I arrive back on Skidaway a little before 4 PM.   We had paddled 17 miles with 3.5 hours of paddling, but we also had a good tide pushing us out toward the south end of Wassaw and then back toward Priest Landing.  

Thursday, November 13, 2014

Home Sweet Home

I have shown lots of photos around the island upon which I now reside, but I haven’t shown any of my home here, so let me welcome you to this little getaway.  I love the entry way.  I am not sure what kind of azaleas that bloom in the fall, but there they are.  There are many larger azaleas in the yard and I am sure that in the spring the yard will be wonderful.  There are also a number of large camellias and in a few weeks, they will be providing quite a show (there are 100s of bulbs on each).
Inside, there is a large living area (you are seeing about ½ of it).  Since there is an office with bookcases plus the bookcases at my office at work, plus the bookcases we brought with us, there are more than enough bookcases in this home.  The Harvey Dunn print (The Prairie is my Garden) is one of my favorite.  On the wall to the right is an oil painting by a friend of the Superstition Mountains in Arizona.  I insist there be no TVs in the living room (the same goes for my bedroom).  This fireplace is gas.

Divided from the Living Room by French Pocket doors, the Den is quite comfortable.  This is a wood burning fireplace and on the mantle is a lantern that my granddaddy used around the barn when he cured tobacco with a wood fire and would have to sleep at the barns to keep the heat up throughout the night.  The print is one of the Lost Mountain Store.  To the left of the fireplace is the big screen TV and at the back corner of the den is a wet bar!  That was a luxury I never thought I would enjoy.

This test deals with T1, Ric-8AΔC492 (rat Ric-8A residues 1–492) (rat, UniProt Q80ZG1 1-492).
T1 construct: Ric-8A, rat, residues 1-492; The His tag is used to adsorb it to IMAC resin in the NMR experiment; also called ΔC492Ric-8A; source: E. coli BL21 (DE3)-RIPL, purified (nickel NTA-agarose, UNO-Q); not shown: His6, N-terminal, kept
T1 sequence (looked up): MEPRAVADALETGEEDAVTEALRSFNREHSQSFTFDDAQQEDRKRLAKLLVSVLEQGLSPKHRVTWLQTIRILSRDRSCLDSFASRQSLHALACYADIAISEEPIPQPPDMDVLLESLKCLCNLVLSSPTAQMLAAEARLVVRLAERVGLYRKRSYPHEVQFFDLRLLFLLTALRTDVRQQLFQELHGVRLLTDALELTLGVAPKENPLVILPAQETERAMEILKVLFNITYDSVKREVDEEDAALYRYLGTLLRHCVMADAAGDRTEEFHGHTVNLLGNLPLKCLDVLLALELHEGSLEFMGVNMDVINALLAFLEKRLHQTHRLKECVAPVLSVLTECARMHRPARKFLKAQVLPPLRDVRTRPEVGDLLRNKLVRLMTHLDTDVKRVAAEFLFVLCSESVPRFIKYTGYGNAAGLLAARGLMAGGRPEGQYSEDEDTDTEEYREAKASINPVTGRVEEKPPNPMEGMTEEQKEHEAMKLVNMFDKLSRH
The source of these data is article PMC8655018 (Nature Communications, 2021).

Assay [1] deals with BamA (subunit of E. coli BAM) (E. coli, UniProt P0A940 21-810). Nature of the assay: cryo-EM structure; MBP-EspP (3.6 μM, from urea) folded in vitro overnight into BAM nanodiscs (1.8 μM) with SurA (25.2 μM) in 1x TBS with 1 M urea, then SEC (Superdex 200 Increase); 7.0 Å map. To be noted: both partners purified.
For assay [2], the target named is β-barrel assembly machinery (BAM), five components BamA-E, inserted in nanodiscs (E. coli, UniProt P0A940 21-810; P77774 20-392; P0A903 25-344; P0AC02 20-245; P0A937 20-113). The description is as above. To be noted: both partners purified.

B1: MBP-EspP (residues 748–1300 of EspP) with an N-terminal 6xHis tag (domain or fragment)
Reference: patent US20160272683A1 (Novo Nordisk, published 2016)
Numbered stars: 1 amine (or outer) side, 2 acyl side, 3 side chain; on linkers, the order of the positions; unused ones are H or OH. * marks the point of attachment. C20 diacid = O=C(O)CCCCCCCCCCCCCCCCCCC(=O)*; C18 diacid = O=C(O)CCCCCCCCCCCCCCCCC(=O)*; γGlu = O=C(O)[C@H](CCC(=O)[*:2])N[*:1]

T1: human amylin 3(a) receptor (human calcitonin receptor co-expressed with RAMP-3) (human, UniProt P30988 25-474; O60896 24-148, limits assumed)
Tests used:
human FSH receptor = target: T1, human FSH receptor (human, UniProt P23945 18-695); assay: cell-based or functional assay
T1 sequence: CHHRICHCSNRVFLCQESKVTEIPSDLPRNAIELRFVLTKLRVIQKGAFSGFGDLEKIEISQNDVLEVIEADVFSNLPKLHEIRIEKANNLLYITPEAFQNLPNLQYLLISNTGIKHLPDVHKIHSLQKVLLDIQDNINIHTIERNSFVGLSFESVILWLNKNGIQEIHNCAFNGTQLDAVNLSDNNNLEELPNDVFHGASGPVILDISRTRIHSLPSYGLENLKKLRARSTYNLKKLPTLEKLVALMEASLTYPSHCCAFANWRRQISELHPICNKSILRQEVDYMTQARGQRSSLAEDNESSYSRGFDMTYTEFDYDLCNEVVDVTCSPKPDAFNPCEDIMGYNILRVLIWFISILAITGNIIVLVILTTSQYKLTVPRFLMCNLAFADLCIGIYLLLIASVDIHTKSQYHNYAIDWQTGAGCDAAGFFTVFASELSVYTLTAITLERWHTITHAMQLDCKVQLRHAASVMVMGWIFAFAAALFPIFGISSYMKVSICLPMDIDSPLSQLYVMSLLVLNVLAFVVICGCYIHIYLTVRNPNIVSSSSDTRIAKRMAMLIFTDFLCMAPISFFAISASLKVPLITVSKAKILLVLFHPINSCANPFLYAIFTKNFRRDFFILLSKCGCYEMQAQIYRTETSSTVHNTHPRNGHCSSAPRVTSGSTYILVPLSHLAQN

I find it ironic that now that I am here, where the temperature seldom drops to freezing, that there are two fireplaces!  I would have enjoyed two fireplaces.   In addition to these rooms, there is a breakfast area, a formal dining room, kitchen, four bedroom (one is used as an office and another is being reserved as a hotel room and it is being booked up for the winter by friends from the great white north), and three and a half baths.  Behind the house (with large doors off the master bedroom, living room and den) is a large deck.  This house is more than we need, but I am going to give it a real workout in mid-December when I invite all my staff and their spouses over for a Christmas party (if everyone comes, we’ll have over 30 people here).